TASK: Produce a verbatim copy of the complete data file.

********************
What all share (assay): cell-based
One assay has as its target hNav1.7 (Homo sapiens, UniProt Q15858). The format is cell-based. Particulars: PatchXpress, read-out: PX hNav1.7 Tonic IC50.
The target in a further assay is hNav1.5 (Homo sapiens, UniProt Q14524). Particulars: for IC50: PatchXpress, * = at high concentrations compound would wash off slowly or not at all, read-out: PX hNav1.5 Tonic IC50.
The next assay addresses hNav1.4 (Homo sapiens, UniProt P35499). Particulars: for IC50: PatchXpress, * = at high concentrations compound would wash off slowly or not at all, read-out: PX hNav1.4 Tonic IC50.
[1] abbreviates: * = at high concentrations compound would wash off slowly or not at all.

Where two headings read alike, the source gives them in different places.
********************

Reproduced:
What all share (assay): cell-based
One assay has as its target hNav1.7 (Homo sapiens, UniProt Q15858). The format is cell-based. Particulars: PatchXpress, read-out: PX hNav1.7 Tonic IC50.
The target in a further assay is hNav1.5 (Homo sapiens, UniProt Q14524). Particulars: for IC50: PatchXpress, * = at high concentrations compound would wash off slowly or not at all, read-out: PX hNav1.5 Tonic IC50.
The next assay addresses hNav1.4 (Homo sapiens, UniProt P35499). Particulars: for IC50: PatchXpress, * = at high concentrations compound would wash off slowly or not at all, read-out: PX hNav1.4 Tonic IC50.
[1] abbreviates: * = at high concentrations compound would wash off slowly or not at all.

Where two headings read alike, the source gives them in different places.